Governor’s State of the State Address and Responsibility

Here is the text of the Governor’s State of the State Address.

You will note that the Governor did not call for restrictions on the right of patients to hold doctors and hospitals responsible for their negligence. This is a good sign. You can be assured that this was not missed by the doctors, hospitals and their insurers, and these special interest groups will be putting significant pressure on the Governor to get behind their efforts. And note that the Governor did say that he would be speaking with the Legislature “in a few weeks” about health care issues.

More specifically, he said this:

“But when we are number three in the country in obesity, as we are, and when we have the diabetes and heart disease statistics to go with being number three in obesity, there’s something needed beyond insurance. That something is personal responsibility-there’s no pill to make someone push their plate back or take a walk. We have had for a decade the most comprehensive health care program in the nation, and whatever the merits of TennCare — and there have been many — it has not succeeded in moving those public health indicators one notch. An insurance policy hasn’t worked, but a policy of responsibility can.

When I speak to you about health care in a few weeks, I am going to propose that we commit ourselves in a major way to combating obesity and the accompanying explosion of diabetes in our state. With diabetes, like so many chronic diseases, a patient’s lifestyle is in large part his treatment. Our state can’t solve this patient’s problems by taking responsibility for him; we can only help him take responsibility for himself.”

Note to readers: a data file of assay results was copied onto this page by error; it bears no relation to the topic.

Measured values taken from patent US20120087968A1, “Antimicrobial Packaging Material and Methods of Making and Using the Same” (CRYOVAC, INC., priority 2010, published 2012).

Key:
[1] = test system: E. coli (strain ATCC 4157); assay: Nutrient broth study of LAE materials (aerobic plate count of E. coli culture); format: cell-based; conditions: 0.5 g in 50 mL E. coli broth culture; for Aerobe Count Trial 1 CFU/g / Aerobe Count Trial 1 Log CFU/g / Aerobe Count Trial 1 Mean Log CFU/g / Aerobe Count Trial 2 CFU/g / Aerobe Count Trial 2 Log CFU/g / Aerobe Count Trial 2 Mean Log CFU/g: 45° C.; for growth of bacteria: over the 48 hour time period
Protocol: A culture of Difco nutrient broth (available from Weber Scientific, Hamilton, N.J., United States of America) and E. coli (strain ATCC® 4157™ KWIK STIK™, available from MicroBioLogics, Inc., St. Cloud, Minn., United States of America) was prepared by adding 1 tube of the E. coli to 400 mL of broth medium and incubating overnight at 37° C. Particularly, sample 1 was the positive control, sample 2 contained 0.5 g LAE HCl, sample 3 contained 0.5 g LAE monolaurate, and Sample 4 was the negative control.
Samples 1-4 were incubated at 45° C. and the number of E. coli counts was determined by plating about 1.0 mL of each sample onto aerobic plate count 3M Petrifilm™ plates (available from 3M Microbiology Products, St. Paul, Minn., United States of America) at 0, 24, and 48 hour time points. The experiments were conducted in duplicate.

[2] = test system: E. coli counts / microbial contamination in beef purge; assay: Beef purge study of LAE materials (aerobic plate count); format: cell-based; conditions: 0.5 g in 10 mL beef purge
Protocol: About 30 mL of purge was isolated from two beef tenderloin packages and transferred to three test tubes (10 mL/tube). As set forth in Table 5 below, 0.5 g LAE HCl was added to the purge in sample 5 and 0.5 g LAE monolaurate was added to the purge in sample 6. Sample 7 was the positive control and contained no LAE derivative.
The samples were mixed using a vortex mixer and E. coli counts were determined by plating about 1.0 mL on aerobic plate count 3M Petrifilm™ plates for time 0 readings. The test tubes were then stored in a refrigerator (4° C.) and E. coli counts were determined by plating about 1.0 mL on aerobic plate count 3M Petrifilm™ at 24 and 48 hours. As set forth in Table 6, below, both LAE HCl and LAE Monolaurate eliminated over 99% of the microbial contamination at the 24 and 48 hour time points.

The same concept of responsibility goes for doctors and hospitals. We, the people of the State of Tennessee, are not in the position of preventing errors that injure and kill patients. We can encourage doctors and hospitals to prevent errors (and have, through the Peer Review Privilege, for example) but at the end of the day doctors and hospitals need to be accountable for their errors just like a diabetic needs to follow doctor’s orders in an effort to minimize the effects of this terrible disease on his or her life.

The Governor can help the health care industry prevent errors by forcing disclosure of those errors to regulators, therefore increasing public pressure on providers to have a good report card. The Governor can help the health care industry avoid excessive insurance costs by requiring insurers to justify their rate hikes. The Governor can help the health care providers by requiring the compilation and publication of data about the claims experiences of hospitals so that the Legislature and public can make informed decisions about the presence (or absence) of a problem.

But at the end of the day the industry – and the diabetic – have to be accountable for what they do. For the diabetic, the failure to act is can result in blindness, amputations, heart disease, even death. For the industry, accountablilty means the payment of compensatory damages for harm caused, determined by a jury, with appropriate supervision by a trial judge.